"Little Whig" in the front garden of a law office on Bedford Row.

I had read there was an important relic of John Vanbrugh’s Italian opera house in the Haymarket to be seen in Bedford Row. The first Haymarket theatre was co-managed, at least in the first instance, by Vanbrugh and William Congreve (the latter quickly got out when he realised that opera rarely turns a profit). The theatre had its foundation stone laid on April 18th 1704, and it was this – the stone – that I went to see on Bedford Row in the front garden of a law office.

In 1740 the actor Colley Cibber attested that the stone had “Little Whig” engraved on the one side. This was the nickname of Anne, Countess of Sunderland: daughter of John Churchill, Duke of Marlborough, and a favourite of the Kit-Cat Club, who were bankrolling the Haymarket project. A contemporary journalist said the stone was laid “with great Solemnity by a Noble Babe of Grace” – presumably, Anne – adding that “over and under [it] is a plate of Silver, on which is Graven Kit Cat on the one side, and Little Whig on the other”.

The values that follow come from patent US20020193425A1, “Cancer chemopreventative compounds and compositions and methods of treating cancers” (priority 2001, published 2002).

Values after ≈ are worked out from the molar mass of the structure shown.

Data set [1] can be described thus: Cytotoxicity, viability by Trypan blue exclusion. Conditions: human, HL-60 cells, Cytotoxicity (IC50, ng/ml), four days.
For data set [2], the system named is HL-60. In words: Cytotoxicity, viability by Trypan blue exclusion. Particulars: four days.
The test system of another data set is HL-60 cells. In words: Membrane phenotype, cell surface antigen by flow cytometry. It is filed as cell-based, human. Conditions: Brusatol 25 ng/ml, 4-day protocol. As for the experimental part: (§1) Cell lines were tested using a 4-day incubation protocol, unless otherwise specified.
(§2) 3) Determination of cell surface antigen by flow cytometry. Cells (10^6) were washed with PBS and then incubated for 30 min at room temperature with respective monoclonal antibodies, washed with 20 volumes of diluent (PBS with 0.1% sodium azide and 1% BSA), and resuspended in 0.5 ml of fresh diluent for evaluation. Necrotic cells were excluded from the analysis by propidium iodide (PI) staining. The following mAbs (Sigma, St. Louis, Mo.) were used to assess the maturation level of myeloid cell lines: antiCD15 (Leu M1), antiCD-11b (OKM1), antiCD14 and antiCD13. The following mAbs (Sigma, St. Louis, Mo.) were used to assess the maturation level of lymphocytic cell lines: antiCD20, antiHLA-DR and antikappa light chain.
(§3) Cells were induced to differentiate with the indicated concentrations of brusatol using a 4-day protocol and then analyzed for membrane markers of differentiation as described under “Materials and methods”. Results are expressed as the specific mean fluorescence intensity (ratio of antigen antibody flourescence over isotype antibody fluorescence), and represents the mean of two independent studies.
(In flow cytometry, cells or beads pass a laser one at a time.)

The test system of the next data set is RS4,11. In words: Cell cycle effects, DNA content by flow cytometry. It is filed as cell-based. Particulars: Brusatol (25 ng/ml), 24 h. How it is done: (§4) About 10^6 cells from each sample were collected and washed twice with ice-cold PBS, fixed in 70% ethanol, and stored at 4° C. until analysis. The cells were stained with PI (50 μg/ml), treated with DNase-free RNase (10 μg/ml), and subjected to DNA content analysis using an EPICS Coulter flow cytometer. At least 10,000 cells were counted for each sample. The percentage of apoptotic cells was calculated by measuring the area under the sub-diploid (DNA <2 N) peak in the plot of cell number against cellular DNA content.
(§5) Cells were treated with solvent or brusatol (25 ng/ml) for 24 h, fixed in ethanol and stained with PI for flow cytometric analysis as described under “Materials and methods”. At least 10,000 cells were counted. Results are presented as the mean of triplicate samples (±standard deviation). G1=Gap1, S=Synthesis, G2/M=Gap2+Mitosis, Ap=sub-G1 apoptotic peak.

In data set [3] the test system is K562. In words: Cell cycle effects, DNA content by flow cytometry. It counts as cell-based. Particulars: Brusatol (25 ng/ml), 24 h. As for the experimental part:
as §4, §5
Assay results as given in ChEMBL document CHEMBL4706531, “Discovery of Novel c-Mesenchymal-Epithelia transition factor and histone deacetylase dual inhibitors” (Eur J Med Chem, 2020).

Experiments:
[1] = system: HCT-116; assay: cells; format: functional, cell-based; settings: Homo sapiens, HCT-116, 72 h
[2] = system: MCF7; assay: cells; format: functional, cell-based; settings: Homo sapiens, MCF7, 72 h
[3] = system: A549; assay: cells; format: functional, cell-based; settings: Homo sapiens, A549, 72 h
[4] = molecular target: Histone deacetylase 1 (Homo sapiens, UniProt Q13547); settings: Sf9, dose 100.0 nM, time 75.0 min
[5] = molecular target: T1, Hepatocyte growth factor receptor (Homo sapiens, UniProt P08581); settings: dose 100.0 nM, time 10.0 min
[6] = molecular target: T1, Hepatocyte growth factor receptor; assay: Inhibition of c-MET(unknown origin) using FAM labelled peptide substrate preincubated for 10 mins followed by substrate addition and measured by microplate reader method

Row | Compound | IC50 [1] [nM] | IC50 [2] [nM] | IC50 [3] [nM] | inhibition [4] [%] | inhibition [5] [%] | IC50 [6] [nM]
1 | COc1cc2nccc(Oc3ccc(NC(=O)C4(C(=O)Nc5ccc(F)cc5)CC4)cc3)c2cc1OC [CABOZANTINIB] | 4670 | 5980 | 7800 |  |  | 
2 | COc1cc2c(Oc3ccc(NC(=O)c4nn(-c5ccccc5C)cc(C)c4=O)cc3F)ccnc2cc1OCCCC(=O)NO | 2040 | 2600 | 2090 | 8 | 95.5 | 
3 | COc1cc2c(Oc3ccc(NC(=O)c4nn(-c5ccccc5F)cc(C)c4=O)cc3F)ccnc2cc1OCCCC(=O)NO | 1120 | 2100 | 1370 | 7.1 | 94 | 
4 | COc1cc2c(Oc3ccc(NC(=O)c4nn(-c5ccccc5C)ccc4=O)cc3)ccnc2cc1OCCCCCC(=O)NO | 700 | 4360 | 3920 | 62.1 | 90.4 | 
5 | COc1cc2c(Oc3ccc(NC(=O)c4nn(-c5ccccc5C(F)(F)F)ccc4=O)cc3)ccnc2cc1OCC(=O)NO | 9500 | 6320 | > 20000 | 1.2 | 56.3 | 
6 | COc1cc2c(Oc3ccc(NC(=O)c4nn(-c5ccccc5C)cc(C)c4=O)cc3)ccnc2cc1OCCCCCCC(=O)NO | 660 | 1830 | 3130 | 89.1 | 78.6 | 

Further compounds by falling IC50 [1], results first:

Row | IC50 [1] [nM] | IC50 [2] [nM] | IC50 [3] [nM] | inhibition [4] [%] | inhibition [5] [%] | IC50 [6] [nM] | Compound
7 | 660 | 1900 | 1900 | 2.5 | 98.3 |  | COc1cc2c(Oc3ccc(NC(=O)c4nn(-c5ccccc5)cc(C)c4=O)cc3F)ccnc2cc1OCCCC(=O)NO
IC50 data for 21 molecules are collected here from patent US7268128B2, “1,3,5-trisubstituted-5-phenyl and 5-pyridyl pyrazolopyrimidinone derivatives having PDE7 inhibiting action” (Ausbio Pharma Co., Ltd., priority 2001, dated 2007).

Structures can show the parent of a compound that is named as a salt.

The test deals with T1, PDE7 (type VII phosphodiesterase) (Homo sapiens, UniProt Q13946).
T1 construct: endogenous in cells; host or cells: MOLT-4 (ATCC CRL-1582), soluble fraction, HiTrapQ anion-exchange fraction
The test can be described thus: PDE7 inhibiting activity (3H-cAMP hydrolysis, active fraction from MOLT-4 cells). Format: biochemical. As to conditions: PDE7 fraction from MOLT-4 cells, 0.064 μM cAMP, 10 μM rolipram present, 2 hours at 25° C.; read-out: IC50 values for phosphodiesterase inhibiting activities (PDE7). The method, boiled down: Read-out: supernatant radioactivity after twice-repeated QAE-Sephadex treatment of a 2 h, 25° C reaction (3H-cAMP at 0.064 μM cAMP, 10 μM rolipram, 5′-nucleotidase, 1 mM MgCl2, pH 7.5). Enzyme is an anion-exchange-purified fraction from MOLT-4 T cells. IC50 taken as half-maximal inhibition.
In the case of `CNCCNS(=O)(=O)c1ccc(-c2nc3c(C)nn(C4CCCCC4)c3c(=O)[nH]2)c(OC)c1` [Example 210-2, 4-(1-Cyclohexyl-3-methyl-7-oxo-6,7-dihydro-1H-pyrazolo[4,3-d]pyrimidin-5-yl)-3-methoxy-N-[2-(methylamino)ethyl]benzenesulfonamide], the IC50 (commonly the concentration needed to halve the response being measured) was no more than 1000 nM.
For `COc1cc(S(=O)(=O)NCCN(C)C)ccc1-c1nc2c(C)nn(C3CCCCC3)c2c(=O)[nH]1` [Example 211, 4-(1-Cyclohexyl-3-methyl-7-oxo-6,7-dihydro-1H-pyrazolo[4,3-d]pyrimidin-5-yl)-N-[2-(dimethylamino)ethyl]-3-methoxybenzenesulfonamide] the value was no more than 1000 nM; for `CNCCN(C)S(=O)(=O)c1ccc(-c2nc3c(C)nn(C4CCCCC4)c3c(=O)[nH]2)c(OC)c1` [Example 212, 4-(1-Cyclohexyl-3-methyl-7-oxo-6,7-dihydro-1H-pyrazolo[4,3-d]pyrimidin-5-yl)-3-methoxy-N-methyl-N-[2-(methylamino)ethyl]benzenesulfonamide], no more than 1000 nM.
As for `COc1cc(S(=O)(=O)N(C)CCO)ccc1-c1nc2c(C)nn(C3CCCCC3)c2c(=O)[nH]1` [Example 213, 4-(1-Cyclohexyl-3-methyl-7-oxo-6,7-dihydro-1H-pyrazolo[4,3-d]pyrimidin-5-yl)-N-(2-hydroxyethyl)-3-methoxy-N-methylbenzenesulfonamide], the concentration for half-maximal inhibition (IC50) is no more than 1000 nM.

The stones outside number 42 Bedford Row – there are two because the foundation stone has apparently been cut in half – do carry these inscriptions. The “Kitt-Catt” one is slightly recessed, and given the remark above (which must be taken with a pinch of salt because the journalist was a Tory, and therefore probably hostile to the Whig opera house), I did wonder if a plate of silver was fitted into it. I can’t see how silver would have been fitted to the other side or underneath it.

How the stones ended up on Bedford Row is anyone’s guess, but I’m glad they’re being looked after.


Cibber, Colley, An Apology for the Life of Mr Colley Cibber, Comedian, ed., David Roberts (Cambridge, CUP, 2022), pp. 210-11.

Field, Ophelia, The Kit-Cat Club (London: Harper Perennial, 2009), fn 21, p. 449.

London Remembers.